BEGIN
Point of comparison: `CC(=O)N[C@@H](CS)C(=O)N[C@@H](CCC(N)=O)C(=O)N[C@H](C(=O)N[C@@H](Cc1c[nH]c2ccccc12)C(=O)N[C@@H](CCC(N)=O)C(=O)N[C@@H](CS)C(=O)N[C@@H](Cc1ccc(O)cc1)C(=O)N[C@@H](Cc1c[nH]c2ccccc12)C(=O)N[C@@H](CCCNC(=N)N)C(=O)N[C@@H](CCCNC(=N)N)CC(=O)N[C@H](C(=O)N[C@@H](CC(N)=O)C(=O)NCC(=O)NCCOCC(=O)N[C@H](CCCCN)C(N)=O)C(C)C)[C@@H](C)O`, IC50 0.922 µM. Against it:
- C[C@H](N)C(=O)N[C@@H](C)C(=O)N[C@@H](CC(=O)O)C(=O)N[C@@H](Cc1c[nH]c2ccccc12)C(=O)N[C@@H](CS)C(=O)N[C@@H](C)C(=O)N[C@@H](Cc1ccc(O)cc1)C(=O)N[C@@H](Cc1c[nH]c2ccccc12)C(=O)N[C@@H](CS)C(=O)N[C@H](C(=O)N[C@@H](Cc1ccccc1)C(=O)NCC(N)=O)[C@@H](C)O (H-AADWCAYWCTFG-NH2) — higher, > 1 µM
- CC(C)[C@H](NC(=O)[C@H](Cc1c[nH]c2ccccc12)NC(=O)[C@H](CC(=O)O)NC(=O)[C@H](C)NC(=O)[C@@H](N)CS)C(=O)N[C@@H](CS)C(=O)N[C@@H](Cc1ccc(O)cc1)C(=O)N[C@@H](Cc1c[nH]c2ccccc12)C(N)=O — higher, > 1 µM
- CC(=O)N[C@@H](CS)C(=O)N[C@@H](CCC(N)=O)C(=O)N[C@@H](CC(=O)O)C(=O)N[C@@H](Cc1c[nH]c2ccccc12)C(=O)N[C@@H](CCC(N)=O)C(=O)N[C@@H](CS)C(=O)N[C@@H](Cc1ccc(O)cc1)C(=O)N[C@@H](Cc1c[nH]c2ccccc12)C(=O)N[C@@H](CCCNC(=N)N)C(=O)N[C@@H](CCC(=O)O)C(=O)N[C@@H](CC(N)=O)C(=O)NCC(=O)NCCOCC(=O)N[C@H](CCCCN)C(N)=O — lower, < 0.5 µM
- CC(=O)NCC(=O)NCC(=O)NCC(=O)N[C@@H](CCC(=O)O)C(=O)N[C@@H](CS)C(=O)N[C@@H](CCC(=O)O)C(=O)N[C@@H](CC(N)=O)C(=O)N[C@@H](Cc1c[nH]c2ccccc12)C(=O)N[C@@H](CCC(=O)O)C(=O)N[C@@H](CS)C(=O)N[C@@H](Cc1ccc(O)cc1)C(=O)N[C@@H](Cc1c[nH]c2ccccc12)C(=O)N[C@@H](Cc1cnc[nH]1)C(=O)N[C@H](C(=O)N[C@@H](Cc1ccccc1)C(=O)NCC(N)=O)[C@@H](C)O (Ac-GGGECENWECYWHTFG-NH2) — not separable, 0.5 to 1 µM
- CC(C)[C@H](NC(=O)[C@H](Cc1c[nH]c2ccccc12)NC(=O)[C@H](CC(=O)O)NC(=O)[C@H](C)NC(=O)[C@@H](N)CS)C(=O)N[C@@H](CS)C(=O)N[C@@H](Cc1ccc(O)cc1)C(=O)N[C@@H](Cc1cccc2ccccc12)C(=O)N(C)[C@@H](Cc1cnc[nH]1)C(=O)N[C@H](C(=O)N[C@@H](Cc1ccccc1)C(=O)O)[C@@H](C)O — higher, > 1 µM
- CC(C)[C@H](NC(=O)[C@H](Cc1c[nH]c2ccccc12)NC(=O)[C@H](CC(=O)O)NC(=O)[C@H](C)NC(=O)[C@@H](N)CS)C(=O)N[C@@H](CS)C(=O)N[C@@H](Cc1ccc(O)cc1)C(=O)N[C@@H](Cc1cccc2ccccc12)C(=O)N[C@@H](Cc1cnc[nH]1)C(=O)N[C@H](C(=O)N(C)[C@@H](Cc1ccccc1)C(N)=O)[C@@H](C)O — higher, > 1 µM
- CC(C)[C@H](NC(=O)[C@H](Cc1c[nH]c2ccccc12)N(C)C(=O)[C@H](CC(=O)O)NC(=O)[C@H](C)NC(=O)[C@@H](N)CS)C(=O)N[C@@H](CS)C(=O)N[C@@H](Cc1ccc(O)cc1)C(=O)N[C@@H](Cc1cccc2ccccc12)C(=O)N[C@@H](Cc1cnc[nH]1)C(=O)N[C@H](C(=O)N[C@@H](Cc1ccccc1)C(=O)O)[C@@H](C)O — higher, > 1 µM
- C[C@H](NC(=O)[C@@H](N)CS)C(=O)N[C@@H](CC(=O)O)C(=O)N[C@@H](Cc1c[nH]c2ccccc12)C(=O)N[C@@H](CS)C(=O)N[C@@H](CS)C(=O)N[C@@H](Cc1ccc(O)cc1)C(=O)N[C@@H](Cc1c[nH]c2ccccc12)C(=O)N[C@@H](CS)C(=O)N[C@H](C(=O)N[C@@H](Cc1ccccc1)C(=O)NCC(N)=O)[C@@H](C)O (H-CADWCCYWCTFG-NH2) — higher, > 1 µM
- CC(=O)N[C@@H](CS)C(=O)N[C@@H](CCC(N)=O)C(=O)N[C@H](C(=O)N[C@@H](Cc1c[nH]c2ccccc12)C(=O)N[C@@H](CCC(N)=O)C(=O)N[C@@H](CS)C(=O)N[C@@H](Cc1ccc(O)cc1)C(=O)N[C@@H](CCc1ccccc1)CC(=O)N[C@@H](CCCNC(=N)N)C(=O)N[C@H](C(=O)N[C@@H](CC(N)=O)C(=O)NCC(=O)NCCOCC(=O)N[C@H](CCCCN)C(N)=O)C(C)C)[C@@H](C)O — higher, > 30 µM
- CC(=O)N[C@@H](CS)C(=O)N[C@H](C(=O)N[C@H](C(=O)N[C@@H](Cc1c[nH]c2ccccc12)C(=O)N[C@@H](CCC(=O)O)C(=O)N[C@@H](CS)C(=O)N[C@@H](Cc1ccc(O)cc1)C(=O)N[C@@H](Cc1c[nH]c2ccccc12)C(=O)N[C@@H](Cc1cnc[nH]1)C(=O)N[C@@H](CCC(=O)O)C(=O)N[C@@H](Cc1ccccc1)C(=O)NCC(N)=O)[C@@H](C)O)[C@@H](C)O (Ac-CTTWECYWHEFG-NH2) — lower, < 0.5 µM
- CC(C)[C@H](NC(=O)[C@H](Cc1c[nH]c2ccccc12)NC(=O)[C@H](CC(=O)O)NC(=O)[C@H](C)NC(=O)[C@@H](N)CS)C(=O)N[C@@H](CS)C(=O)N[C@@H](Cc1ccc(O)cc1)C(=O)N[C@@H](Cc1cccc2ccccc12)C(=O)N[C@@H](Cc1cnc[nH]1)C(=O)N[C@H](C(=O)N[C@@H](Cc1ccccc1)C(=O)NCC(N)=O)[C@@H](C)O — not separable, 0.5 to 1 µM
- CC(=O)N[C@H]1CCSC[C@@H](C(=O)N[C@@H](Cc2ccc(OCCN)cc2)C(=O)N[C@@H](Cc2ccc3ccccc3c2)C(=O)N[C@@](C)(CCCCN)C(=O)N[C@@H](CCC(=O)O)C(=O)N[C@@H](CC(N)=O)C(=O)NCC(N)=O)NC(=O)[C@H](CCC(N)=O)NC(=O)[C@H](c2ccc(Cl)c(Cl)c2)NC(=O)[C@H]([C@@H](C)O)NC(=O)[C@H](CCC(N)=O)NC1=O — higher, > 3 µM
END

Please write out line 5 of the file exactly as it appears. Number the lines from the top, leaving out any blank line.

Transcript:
- CC(=O)NCC(=O)NCC(=O)NCC(=O)N[C@@H](CCC(=O)O)C(=O)N[C@@H](CS)C(=O)N[C@@H](CCC(=O)O)C(=O)N[C@@H](CC(N)=O)C(=O)N[C@@H](Cc1c[nH]c2ccccc12)C(=O)N[C@@H](CCC(=O)O)C(=O)N[C@@H](CS)C(=O)N[C@@H](Cc1ccc(O)cc1)C(=O)N[C@@H](Cc1c[nH]c2ccccc12)C(=O)N[C@@H](Cc1cnc[nH]1)C(=O)N[C@H](C(=O)N[C@@H](Cc1ccccc1)C(=O)NCC(N)=O)[C@@H](C)O (Ac-GGGECENWECYWHTFG-NH2) — not separable, 0.5 to 1 µM